Do You Or Don't You : Do you and your sales staff take notes during the sales process?

Published in the March 2012 issue

52% YES, I DO

All of my staff has a clientele book. They are required to fill out a page for every customer and make detailed notes about the encounter. — Chris Snowden; Snowden’s Jewelers, Wilmington, NC

Any info gathered is a plus, especially likes or dislikes. — Tim Wright; Simply Unique Jewelry Designs,  Yorktown, VA

I jot down details as conversation flows. I’m often asked how I knew something. People will tell you everything. — Lisa McConnell; Lisa McConnell Jewelry Design Studio We developed a legal-size counter pad with our logo and store info as well as diamond info in the margins with a large blank space in the middle. — Anderson Bass; Churchwell’s Jewelers, Wilson, NC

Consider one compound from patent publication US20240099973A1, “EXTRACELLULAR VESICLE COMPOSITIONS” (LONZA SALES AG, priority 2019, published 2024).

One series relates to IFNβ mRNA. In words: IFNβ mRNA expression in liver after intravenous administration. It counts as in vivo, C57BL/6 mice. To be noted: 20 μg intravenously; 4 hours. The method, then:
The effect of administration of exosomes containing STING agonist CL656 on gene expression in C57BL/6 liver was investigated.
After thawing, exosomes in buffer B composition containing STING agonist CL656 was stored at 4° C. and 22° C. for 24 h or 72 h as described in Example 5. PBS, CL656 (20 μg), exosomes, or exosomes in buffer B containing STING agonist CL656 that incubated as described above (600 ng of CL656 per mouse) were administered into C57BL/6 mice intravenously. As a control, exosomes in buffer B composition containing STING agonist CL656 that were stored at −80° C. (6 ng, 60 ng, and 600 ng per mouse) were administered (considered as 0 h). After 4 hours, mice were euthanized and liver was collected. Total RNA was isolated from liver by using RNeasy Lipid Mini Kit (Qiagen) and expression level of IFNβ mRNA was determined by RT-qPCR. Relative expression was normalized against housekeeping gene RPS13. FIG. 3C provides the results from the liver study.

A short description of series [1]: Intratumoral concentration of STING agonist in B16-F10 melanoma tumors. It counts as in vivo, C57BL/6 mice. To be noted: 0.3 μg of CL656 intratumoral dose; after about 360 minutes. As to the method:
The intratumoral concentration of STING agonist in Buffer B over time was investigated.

It helps the listening process to write down what the customer’s specifics are. — Dorothy Vodicka; The Gem Collection, Tallahassee, FL

 We try to listen to what the customer likes and wants. Basically, we make a wish list for them before they even know it. — Marc Majors; Sam L. Majors, Lubbock, TX

Only if it’s a special job. They’re not at their shrink’s office. As a customer, note-taking would make me uncomfortable. — Lora S. Wright; Southern Jewelers, Sanford, NC

48% NO, I DON'T

How rude! — Craig C. Curtis; Downtown Jewelry & Engraving Shop, Belfast, ME My staff believes its presentations are so good the customers should be taking notes. — Bill Elliott; Ross Elliott Jewelers, Terre Haute, IN

We are so verbal and hold each other accountable for everything said. — Morgan Bartel; Collins Diamonds, Liberal, KS

We prefer to make notes after they leave. It gives them the impression they have our full attention. In many upscale restaurants the wait staff never writes down your order, yet never makes a mistake. We like that approach. — Rosanne Kroen; Rosanne’s Diamonds & Gold, South Bend, IN